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4 Things Enterprise and Startup Companies Can Learn from Each Other

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  • Jeffrey Pruitt is the founder, CEO and partner at Tallwave, where he leads the strategic direction and innovation. He is also the founder and GM of Tallwave Capital, an early stage venture fund that invests in innovative technology companies. Jeff serves as an executive leader for The Idea Enterprise at Arizona State University, and regularly writes about innovation and digital transformation for Inc. He was named a Most Admired Leader by the Phoenix Business Journal and Business Leader of the Year by the Arizona Technology Council. He also led Tallwave to earn a Best Places to Work award.  

lessons learned by enterprise and startup companies

lessons learned by enterprise and startup companies

 

You might be all in with the startup mentality, thinking every company should be as lean, nimble, and scrappy as the young companies that wildly pursue a dream. Or you might land on the other end of the spectrum, valuing the predictability of the more calculated moves towards growth and innovation of large brands.

But what if you didn’t have to choose one over the other? For many organizations, success resides between the two. Industry Goliaths can stand to borrow a chapter or two from the lean, scrappy startup book, and startups can benefit from the lessons learned by behemoths who’ve walked the path before them.

Having seen both sides of the equation, here are the lessons I believe the smaller fries can teach the big guys and vice versa.

 


Enterprise Companies: Always Question

Most young companies have mastered the art of questioning processes and systems, continually looking for ways to tighten efficiencies or introduce innovation. Because they’re doing everything for the first time, they tend not to hold themselves back with a “This is the way we’ve always done it” mentality.

It’s important to examine whether something can be done more effectively or if opportunities are going unnoticed. This is where it’s easy to operate with blinders on, particularly when employees and customers seem happy, processes and systems are working as they should, and profit margins are healthy. Incidentally, this is also when many large, stalwart brands have been sidelined by disruptive startups who found a better, more efficient way to solve customers’ problems and fulfill their needs.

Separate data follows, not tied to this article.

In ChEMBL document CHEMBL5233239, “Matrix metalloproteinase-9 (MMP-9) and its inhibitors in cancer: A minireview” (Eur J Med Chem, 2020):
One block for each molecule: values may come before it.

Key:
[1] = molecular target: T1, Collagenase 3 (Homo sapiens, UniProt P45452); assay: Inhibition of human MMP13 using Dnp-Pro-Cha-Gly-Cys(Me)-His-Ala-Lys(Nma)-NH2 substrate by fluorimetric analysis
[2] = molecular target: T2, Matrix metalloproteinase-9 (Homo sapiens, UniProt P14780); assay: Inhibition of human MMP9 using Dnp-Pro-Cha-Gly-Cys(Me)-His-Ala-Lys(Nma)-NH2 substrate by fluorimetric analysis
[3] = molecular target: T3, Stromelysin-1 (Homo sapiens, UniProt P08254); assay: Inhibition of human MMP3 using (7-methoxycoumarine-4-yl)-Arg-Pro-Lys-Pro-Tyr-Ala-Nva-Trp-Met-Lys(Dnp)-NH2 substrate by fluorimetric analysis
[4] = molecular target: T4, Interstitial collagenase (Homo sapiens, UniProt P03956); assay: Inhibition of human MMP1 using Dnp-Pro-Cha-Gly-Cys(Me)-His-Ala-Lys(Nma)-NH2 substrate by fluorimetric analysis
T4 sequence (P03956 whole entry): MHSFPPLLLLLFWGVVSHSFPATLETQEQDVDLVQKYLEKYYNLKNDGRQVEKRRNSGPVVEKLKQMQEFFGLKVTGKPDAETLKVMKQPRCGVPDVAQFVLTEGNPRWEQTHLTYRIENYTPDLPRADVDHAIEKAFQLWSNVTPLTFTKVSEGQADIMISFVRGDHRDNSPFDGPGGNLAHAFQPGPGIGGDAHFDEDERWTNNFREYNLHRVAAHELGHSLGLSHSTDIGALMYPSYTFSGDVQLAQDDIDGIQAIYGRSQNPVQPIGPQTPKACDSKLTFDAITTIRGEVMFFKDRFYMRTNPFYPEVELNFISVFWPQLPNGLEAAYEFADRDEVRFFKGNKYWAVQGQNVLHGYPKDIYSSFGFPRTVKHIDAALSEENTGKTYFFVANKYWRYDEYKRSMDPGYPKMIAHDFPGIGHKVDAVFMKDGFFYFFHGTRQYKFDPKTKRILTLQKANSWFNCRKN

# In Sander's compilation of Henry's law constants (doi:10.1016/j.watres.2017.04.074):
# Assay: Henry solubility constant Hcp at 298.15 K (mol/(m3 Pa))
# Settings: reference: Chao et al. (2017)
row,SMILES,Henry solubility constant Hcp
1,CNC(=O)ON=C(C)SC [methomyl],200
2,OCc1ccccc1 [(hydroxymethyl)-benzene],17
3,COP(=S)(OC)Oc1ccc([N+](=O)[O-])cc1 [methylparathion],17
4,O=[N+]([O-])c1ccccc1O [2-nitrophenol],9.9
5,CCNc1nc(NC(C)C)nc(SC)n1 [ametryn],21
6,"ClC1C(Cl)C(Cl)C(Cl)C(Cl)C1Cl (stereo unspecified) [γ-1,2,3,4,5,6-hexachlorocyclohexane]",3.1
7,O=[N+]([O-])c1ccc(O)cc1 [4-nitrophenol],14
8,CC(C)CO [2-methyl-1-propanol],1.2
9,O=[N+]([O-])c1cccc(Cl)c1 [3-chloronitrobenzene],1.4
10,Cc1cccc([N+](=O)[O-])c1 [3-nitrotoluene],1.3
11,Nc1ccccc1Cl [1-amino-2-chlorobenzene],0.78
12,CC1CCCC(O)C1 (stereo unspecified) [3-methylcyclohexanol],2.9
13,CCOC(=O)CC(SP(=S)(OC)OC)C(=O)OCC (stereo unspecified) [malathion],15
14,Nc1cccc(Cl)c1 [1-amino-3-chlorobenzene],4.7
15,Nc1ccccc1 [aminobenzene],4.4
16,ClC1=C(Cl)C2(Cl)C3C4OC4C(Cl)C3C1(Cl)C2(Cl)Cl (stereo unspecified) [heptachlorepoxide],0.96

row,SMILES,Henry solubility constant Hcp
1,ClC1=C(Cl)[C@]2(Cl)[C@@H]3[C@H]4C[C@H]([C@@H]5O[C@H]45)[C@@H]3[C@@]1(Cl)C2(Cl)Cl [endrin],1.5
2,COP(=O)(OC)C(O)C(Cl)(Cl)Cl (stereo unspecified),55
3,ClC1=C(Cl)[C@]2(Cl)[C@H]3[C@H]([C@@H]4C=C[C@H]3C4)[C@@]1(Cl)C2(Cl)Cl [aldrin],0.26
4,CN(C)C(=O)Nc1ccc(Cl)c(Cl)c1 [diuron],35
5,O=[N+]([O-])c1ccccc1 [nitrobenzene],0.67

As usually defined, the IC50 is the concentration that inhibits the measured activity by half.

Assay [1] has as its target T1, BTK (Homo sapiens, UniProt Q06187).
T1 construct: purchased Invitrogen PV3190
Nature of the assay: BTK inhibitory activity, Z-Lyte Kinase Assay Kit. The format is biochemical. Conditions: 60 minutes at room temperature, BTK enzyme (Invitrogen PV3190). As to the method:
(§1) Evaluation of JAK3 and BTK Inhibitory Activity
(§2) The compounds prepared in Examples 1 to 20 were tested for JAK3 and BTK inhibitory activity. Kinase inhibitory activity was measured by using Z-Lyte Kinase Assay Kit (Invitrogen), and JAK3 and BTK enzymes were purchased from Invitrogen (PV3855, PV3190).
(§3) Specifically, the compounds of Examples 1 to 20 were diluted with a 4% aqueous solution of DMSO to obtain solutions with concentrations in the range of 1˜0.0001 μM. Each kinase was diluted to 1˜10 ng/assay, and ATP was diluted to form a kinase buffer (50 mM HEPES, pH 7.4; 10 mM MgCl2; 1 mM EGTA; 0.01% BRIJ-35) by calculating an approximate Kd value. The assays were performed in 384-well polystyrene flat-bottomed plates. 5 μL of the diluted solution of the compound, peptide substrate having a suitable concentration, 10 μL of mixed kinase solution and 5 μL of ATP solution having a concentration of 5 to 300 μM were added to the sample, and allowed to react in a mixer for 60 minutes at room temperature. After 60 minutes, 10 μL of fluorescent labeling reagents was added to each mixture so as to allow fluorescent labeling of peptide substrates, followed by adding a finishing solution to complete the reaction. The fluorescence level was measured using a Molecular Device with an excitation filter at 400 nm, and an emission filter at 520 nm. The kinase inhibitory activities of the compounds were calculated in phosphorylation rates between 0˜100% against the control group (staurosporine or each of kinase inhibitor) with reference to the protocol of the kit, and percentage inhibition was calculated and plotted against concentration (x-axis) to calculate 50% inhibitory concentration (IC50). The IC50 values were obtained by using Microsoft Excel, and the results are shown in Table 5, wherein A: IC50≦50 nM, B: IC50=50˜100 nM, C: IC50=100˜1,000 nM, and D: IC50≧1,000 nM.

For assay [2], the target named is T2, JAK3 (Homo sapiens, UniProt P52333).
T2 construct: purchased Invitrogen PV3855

Talk to customers, employees, partners and vendors on a regular basis; always evaluate the business you’re in and what customer problem you’re solving. If Blockbuster had realized it was in the home entertainment business rather than in video rentals, it might still be around today.

 


Startups: Get (and Stay) Anchored

There is a fine line between constant pivoting to stay relevant and making course corrections to ensure you’re aligning with your North Star. This is where startups can benefit from thinking like the industry giants.

Many startups are adamant about their core values and what drives them to succeed. But their founders can easily fall into the trap of pivoting whenever they sense a new opportunity or are itching to try out a new idea. Although pivoting sometimes works, doing it too often without enough thought can be detrimental.

Achieving scale requires a clear focus and developing the processes and systems to support your team in upholding that focus. This is where many enterprise businesses thrive. They set clear goals, don’t waste time over-pivoting, and define their North Star, or core purpose, working relentlessly to reach it. Brands that experience major growth and longevity understand the importance of staying true to that core purpose. While they may occasionally pivot and spin off new offerings, they make sure their bread-and-butter business remains intact as the company’s central focus.

Creating a system of checks and balances helps identify when an action serves or detracts from your core purpose. Before implementing that new technology, overhauling an operational process, or shifting gears into a new market, be sure to test it against your core purpose. Does it move you closer to fulfilling your purpose or divert your focus?